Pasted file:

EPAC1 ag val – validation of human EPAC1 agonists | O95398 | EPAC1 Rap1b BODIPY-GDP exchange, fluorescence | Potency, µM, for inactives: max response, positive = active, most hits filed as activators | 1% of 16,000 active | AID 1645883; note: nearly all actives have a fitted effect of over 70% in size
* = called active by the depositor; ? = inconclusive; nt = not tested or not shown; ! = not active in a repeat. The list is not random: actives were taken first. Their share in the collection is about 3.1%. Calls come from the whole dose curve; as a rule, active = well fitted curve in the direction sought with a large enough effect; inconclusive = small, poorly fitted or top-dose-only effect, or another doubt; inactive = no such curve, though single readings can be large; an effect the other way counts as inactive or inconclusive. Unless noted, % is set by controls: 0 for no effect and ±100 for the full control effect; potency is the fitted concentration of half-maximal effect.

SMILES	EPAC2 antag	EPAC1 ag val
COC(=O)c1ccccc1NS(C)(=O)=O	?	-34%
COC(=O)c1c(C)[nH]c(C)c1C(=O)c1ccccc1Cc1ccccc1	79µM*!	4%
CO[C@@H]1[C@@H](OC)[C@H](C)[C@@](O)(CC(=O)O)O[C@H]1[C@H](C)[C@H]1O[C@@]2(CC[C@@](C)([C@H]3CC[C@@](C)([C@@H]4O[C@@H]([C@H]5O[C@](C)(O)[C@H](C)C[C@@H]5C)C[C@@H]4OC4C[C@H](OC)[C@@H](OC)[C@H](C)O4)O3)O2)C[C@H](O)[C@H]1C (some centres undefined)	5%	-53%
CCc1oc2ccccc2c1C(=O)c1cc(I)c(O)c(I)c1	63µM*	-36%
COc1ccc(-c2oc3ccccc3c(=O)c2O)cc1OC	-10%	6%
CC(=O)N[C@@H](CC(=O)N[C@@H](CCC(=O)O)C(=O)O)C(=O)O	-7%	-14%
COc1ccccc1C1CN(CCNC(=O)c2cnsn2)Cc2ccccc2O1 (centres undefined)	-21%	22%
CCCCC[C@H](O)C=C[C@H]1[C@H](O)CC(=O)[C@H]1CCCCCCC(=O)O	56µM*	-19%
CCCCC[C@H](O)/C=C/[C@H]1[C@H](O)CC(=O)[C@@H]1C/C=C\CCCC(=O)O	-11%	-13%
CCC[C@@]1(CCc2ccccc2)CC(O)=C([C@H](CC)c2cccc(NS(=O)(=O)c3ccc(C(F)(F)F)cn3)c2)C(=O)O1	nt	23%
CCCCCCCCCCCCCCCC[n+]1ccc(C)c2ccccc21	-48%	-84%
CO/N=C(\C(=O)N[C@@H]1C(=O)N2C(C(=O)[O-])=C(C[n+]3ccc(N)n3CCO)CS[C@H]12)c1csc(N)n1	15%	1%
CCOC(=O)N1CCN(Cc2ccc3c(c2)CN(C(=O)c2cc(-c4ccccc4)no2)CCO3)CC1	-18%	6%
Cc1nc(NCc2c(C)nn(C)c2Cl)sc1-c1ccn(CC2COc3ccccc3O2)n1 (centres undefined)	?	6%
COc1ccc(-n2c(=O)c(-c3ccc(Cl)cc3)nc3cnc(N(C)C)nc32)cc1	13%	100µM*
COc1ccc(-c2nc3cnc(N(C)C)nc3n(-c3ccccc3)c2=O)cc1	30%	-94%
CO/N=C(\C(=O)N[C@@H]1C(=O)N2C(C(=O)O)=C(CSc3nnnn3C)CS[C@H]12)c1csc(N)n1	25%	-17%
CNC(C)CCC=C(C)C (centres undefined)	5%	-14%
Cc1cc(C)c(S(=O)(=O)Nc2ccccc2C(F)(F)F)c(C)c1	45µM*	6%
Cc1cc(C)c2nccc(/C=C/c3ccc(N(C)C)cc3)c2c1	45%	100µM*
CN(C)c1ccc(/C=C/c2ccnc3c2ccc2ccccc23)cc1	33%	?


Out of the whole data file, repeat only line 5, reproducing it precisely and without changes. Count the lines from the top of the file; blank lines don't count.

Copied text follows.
COC(=O)c1c(C)[nH]c(C)c1C(=O)c1ccccc1Cc1ccccc1	79µM*!	4%